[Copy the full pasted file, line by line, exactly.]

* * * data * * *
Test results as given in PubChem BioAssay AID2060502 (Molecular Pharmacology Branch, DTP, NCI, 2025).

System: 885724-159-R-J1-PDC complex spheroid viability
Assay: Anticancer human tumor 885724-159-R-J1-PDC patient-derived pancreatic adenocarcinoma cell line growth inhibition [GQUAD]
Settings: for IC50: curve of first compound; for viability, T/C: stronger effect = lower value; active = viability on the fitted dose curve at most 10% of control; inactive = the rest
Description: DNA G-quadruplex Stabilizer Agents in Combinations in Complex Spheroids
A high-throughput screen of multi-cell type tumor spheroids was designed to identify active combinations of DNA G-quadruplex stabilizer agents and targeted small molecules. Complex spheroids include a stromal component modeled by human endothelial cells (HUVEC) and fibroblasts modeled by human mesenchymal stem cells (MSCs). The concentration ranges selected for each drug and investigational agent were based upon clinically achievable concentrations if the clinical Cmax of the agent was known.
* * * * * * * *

Test results as given in PubChem BioAssay AID2060502 (Molecular Pharmacology Branch, DTP, NCI, 2025).

System: 885724-159-R-J1-PDC complex spheroid viability
Assay: Anticancer human tumor 885724-159-R-J1-PDC patient-derived pancreatic adenocarcinoma cell line growth inhibition [GQUAD]
Settings: for IC50: curve of first compound; for viability, T/C: stronger effect = lower value; active = viability on the fitted dose curve at most 10% of control; inactive = the rest
Description: DNA G-quadruplex Stabilizer Agents in Combinations in Complex Spheroids
A high-throughput screen of multi-cell type tumor spheroids was designed to identify active combinations of DNA G-quadruplex stabilizer agents and targeted small molecules. Complex spheroids include a stromal component modeled by human endothelial cells (HUVEC) and fibroblasts modeled by human mesenchymal stem cells (MSCs). The concentration ranges selected for each drug and investigational agent were based upon clinically achievable concentrations if the clinical Cmax of the agent was known.